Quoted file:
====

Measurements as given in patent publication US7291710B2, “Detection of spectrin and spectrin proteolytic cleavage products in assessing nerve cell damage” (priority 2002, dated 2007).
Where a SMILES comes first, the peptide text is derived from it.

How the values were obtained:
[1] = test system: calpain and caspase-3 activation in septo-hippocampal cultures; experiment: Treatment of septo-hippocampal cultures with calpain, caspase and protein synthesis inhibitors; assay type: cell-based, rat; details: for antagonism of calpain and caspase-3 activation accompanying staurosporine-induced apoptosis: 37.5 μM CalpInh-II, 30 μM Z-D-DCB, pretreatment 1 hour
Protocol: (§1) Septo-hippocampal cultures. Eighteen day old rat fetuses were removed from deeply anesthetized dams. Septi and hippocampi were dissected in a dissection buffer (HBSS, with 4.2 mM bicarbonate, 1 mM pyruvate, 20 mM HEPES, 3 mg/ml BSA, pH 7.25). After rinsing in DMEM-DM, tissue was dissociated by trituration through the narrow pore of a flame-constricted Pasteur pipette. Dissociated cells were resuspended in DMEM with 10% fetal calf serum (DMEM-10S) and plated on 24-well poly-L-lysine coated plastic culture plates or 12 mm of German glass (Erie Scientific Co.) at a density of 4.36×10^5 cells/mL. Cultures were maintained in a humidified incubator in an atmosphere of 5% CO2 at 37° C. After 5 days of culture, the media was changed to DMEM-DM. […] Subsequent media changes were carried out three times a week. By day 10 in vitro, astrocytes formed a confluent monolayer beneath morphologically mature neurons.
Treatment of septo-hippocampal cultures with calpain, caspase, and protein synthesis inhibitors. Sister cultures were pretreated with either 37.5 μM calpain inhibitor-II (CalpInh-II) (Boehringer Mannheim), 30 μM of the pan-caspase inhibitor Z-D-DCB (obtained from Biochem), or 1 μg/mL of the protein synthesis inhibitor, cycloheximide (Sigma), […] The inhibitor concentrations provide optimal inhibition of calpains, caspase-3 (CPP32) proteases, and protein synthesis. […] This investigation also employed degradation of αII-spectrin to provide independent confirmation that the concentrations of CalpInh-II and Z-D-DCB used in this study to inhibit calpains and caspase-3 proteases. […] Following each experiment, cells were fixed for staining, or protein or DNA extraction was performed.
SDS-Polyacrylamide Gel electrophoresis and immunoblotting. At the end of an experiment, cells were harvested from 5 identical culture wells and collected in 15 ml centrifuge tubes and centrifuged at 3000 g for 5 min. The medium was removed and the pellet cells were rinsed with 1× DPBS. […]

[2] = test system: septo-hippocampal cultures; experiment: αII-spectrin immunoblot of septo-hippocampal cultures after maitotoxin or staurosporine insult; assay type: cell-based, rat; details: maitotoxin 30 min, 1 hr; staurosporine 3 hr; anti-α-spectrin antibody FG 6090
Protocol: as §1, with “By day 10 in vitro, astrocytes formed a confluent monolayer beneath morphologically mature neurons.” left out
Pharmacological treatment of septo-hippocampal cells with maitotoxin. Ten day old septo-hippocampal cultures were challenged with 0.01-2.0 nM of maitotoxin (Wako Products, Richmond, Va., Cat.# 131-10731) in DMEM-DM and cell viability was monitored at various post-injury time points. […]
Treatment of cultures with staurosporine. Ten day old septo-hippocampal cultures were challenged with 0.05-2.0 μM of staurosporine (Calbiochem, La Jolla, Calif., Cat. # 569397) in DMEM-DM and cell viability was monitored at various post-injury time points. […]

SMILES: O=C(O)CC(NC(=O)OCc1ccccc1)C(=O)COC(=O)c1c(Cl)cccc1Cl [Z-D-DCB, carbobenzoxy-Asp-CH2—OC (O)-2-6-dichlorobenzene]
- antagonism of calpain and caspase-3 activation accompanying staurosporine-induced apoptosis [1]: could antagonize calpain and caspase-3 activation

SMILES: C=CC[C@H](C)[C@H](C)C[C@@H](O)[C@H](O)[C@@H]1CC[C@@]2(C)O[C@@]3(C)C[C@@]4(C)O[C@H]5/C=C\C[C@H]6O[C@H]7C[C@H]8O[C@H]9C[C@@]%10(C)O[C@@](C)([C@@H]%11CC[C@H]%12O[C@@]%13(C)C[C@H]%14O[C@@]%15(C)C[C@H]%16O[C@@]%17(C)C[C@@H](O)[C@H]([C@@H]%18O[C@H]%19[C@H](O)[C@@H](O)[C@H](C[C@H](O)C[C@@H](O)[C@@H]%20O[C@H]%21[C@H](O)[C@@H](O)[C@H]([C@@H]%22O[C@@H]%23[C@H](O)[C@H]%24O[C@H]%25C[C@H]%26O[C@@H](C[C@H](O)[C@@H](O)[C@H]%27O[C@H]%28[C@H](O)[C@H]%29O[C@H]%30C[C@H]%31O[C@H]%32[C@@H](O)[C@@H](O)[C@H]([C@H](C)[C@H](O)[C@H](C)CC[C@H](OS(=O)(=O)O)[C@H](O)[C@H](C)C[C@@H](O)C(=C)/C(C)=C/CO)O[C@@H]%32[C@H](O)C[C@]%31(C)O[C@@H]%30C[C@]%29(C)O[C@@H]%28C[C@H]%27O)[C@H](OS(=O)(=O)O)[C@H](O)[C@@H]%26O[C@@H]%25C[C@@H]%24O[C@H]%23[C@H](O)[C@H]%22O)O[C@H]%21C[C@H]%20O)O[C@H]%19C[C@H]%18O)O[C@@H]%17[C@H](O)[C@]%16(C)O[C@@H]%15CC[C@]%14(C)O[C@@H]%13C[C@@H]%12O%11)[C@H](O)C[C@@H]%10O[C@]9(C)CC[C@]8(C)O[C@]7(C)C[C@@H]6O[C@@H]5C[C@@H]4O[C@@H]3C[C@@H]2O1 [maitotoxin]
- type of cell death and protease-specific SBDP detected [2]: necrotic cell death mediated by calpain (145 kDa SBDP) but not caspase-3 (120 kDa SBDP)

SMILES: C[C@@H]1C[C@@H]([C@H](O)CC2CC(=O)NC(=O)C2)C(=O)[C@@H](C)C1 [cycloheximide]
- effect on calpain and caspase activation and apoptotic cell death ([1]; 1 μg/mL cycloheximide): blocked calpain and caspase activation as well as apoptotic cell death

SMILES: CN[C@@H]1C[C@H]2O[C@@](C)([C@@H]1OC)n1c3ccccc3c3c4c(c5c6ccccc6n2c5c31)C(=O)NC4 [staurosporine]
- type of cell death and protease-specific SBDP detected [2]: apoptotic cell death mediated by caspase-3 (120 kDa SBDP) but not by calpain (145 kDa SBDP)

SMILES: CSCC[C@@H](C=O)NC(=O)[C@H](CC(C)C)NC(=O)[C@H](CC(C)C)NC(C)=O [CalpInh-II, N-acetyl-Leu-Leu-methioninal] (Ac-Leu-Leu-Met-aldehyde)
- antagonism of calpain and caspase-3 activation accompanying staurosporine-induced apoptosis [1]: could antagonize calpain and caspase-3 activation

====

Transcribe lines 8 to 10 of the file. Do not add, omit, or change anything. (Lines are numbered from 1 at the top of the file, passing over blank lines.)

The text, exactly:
[2] = test system: septo-hippocampal cultures; experiment: αII-spectrin immunoblot of septo-hippocampal cultures after maitotoxin or staurosporine insult; assay type: cell-based, rat; details: maitotoxin 30 min, 1 hr; staurosporine 3 hr; anti-α-spectrin antibody FG 6090
Protocol: as §1, with “By day 10 in vitro, astrocytes formed a confluent monolayer beneath morphologically mature neurons.” left out
Pharmacological treatment of septo-hippocampal cells with maitotoxin. Ten day old septo-hippocampal cultures were challenged with 0.01-2.0 nM of maitotoxin (Wako Products, Richmond, Va., Cat.# 131-10731) in DMEM-DM and cell viability was monitored at various post-injury time points. […]